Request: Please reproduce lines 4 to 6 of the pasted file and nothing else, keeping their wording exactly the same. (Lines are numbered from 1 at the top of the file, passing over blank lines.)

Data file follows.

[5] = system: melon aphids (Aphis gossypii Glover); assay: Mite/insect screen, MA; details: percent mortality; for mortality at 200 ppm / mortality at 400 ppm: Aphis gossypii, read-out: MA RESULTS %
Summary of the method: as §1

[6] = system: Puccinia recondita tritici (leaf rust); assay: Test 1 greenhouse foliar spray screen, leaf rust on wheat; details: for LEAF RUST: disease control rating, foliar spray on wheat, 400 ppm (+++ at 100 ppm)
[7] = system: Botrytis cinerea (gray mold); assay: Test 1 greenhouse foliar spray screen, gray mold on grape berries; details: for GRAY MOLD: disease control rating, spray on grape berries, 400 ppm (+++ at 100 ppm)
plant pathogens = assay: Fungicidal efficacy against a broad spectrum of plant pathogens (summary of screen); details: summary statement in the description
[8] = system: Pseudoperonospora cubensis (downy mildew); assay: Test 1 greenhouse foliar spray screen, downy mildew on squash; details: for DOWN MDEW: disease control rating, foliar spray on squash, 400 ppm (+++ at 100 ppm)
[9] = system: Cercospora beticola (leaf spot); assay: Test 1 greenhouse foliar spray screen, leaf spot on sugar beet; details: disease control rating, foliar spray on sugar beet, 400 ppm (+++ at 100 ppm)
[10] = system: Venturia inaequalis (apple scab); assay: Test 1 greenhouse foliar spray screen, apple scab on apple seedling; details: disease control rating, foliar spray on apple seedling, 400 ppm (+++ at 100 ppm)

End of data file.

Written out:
[7] = system: Botrytis cinerea (gray mold); assay: Test 1 greenhouse foliar spray screen, gray mold on grape berries; details: for GRAY MOLD: disease control rating, spray on grape berries, 400 ppm (+++ at 100 ppm)
plant pathogens = assay: Fungicidal efficacy against a broad spectrum of plant pathogens (summary of screen); details: summary statement in the description
[8] = system: Pseudoperonospora cubensis (downy mildew); assay: Test 1 greenhouse foliar spray screen, downy mildew on squash; details: for DOWN MDEW: disease control rating, foliar spray on squash, 400 ppm (+++ at 100 ppm)